The simple answer is that Scheme is not untyped: as you noticed, Scheme programs can use values of several useful types. Still, people do mean something when they say Scheme is untyped, they mean something that is better expressed by saying that Scheme has a dynamic type system. Let me (eventually) explain.
When people say "the untyped lambda calculus", they call it untyped because all the values it deals with are of the same type: combinators (you may have heard them called "functions", too). Programming in such a language feels dangerous because you have to keep straight in your head what kind of thing you wanted to represent with each value. The system has no built in help to catch your errors.
Languages people actually program in tend[^1] to have more help telling different sort of values apart, this extra help is in the form of (1) a richer collection of types for the values the language lets you talk about and (2) error messages you get when you attempt to apply an operation to a value of a type for which the operation is not defined.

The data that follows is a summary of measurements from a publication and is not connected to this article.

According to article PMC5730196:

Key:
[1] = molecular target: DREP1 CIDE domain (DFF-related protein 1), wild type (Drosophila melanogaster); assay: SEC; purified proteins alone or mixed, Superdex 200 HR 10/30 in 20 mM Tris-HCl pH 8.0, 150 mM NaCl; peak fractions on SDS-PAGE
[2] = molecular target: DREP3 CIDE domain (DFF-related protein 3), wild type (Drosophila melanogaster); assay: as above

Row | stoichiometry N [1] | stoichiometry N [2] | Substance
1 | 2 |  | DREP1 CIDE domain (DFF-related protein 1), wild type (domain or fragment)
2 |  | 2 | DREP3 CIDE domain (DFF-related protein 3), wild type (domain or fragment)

In some language implementations, programs can be compiled or preprocessed in some way prior to being run. If you get error messages about using values of the wrong type during this compilation phase, before running your program, the implementation is said to use static typing.
If either (1) there is no compilation or preprocessing phase or (2) there is but you still only get error messages about using values of the wrong type during the running of your program, then the implementation is said to use dynamic typing.
Most (all?) Scheme implementations use a dynamic typing system. There are languages fairly similar to Scheme which have an implementation using static typing, such as Typed Racket.
[^1]: There are languages that people have actually used to make software where all values are essentially of the same type, such as most computer's native machine languages, assembly languages and BCPL.